How Edward VIII caused a crisis in the monarchy

An American divorcee, a devastating family rift and a life in exile… no, NOT Harry and Meghan: how Edward VIII caused one of the biggest crises in the history of the monarchy

  • Edward VIII abdicated on this day in 1936 
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As we approach King Charles’s second Christmas on the throne,  it’s easy to forget that there was a time – within memory, for some – when the very future of the monarchy was thrown into doubt.

Yet 87 years ago, on December 10, 1936, Charles’s great uncle Edward VIII made the unprecedented announcement that he was abdicating the throne so he could marry the woman he loved – Wallis Simpson, a married, once-divorced American.

Edward brought his reign to an end in just 325 days when it became clear that he wouldn’t be able to remain king and wed the woman for whom he felt such passion.

It was a decision that sparked a constitutional crisis, left the nation stunned and began a rift with the Royal Family that would never heal.

At Fort Belvedere, on 10 December, Edward signed his written abdication. On 11 December 1936, Edward made a BBC radio broadcast from Windsor Castle.

King Edward VIII of England leaves Windsor Castle after making his abdication speech in 1936

Front page story from The Daily Express of December 8th, 1936 issuing a statement from Mrs. Simpson offering to ‘withdraw from a situation that has been rendered both unhappy and untenable’

Copy of the document that confirms the abdication of King Edward VIII

It also changed the course of history, passing the throne to Edward’s niece Elizabeth, who would go on to be our longest serving monarch.

No wonder the arrival of Meghan Markle – also a glamorous American divorcee – gave royal watchers a dangerous sense of deja vu.

And as she and the Duke of Sussex broke away from the Royal Family, sacrificed their  titles and set up home far away from the UK, the Windsors must have felt that history  was repeating itself.

The weeks leading up to Edward VIII’s abdication on December 10, 1936, were tense as royals, courtiers and the Prime Minister Stanley Baldwin scrambled to prevent a constitutional crisis.

As head of the Church of England, the King was prohibited from marrying a divorcee.

In late October, Baldwin confronted the King for the first time over his relationship with Mrs Simpson, asking him to conduct his affair – which had been reported in Europe and the United States of America – more discreetly and to persuade her to delay her divorce proceedings.

Nonetheless as on October 27, 1936, the Simpsons’ divorce case was heard at the Ipswich Assizes and the first part of the divorce, a decree nisi, was granted.

In mid-November, Edward told Baldwin of his desire to marry Wallis even if it meant giving up the crown.

Baldwin was no fan of the new King, describing him as an ‘An abnormal being: half child, half genius. . . it is as though two or three cells in his brain had remained entirely undeveloped, whilst the rest of him is a mature man.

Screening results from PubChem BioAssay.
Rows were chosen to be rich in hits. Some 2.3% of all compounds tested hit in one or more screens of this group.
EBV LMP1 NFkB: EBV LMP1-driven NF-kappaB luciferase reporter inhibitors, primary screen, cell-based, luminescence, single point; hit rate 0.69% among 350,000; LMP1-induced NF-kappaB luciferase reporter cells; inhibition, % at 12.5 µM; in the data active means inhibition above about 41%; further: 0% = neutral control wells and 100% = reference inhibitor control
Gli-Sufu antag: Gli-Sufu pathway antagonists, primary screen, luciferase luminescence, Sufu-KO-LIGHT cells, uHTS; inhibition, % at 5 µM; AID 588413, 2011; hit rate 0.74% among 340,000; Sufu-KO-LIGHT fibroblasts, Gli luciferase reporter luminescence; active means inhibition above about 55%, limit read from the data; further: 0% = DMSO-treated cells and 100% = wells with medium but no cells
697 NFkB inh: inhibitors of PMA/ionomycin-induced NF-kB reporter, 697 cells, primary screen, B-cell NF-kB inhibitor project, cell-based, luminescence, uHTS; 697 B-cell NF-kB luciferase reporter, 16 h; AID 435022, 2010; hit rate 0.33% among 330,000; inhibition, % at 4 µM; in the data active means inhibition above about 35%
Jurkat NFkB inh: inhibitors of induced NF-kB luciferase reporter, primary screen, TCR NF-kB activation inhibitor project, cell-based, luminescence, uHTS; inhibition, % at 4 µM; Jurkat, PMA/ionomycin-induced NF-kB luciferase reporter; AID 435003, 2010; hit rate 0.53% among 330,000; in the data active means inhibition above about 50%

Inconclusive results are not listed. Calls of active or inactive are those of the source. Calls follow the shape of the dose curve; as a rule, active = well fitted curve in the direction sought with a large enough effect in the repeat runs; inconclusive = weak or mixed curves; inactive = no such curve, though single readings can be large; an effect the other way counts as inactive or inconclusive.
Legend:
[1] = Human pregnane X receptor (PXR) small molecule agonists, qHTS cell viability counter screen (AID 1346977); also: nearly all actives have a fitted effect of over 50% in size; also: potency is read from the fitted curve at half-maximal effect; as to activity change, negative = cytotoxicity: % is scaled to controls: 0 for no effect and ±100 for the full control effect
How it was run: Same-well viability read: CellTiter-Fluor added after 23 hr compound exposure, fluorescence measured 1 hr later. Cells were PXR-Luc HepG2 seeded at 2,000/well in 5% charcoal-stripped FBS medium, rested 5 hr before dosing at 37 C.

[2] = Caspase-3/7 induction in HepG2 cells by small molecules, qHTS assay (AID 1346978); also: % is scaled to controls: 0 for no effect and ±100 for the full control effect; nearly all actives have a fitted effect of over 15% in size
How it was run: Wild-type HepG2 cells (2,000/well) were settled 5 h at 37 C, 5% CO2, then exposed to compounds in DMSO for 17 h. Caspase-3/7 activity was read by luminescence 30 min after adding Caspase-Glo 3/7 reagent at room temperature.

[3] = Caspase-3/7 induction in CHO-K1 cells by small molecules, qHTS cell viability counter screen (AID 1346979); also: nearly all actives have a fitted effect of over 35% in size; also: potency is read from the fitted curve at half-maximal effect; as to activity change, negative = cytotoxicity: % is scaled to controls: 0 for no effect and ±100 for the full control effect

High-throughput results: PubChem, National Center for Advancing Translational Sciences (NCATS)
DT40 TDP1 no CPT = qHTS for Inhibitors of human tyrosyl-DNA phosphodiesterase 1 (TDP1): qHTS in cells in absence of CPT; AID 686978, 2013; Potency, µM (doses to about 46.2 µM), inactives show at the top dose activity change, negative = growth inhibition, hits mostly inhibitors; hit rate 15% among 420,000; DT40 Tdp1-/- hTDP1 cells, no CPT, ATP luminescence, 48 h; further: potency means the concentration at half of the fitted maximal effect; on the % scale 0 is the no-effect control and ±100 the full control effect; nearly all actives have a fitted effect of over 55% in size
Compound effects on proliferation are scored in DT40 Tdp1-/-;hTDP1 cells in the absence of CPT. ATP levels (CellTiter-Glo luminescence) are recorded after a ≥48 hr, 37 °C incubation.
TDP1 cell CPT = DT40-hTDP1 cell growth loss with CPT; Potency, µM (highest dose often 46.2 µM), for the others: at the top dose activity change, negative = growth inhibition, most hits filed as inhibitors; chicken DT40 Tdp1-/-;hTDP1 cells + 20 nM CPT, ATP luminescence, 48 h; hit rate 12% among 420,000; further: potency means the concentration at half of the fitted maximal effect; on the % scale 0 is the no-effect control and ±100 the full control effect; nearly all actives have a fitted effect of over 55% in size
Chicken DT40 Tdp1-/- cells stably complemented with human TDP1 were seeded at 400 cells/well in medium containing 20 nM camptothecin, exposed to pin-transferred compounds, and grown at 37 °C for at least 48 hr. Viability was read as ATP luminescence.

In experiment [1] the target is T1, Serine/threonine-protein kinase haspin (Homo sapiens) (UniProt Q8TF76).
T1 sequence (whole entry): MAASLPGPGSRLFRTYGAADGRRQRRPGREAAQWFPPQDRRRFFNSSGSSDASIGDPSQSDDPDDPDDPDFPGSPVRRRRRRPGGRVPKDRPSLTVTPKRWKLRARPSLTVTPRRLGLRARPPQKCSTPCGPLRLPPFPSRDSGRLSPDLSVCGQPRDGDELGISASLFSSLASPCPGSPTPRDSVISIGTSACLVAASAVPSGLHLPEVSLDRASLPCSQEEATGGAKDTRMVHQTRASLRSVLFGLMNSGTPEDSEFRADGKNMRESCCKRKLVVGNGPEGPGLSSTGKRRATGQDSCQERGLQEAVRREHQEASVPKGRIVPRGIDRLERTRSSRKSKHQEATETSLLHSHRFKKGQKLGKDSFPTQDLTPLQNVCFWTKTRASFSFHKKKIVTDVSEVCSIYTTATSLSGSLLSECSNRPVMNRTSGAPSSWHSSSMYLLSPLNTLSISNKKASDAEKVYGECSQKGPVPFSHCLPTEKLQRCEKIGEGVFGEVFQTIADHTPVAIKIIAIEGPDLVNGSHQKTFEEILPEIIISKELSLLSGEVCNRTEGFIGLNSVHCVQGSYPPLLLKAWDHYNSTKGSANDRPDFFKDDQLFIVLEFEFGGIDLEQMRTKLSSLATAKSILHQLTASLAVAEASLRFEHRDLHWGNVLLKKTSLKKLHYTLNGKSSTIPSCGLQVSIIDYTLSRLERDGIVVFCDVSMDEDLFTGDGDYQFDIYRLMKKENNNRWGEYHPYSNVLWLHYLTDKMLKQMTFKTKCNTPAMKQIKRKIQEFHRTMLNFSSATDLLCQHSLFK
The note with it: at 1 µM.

‘He is not a thinker. He takes his ideas from the daily press instead of thinking things out for himself . . . no serious reading: none at all.’

On November 25, Edward met Baldwin again, telling him he wanted a morganatic marriage to Mrs Simpson, in which he would be the king but she would not be queen, merely his consort.

This proposal was rejected outright by the Cabinet and the rest of the Empire and – bolstered by top secret meetings with the Archbishop of Canterbury, Cosmo Lang – on December 2 Baldwin laid bare the King’s options.

Edward had just three choices: to end his relationship with Wallis, to marry against the advice of his ministers, who would then resign, or to abdicate.

The next day, the story, which had been reported in Europe and the US, finally broke in the British press, shocking the nation that their king wanted to marry a divorcee and an American at that.

Edward hoped that broadcasting an appeal to the nation would help sway public opinion towards the marriage, but Baldwin nixed the idea, declaring it would be constitutionally impossible.

Announcement of the new King, Edward VIII, in 1936 – until his abdication the same year

Three generations of the royal family on the balcony at Buckingham Palace after the coronation in 1937

King George VI and Queen Elizabeth in a Coronation portrait

Prince Harry, Duke of Sussex and Meghan, Duchess of Sussex attend the Commonwealth Day Service 2020 at Westminster Abbey on March 9, 2020  – their last official engagement

An aerial view of Fort Belvedere in Windsor Great Park, formerly the home of King Edward VIII

The future King Edward VIII with British Prime Minister Stanley Baldwin in October 1926.

With the King’s position – and the constitution – hanging in the balance, Edward later recalled: ‘The choice confronting me was a bitter one. While there was no desire in my heart to shirk my inheritance, the desire to marry and make a full life with the woman of my choice was equally strong.

‘To live without love would have been intolerable. And, more than that, without it my service to the state would have seemed an empty thing.’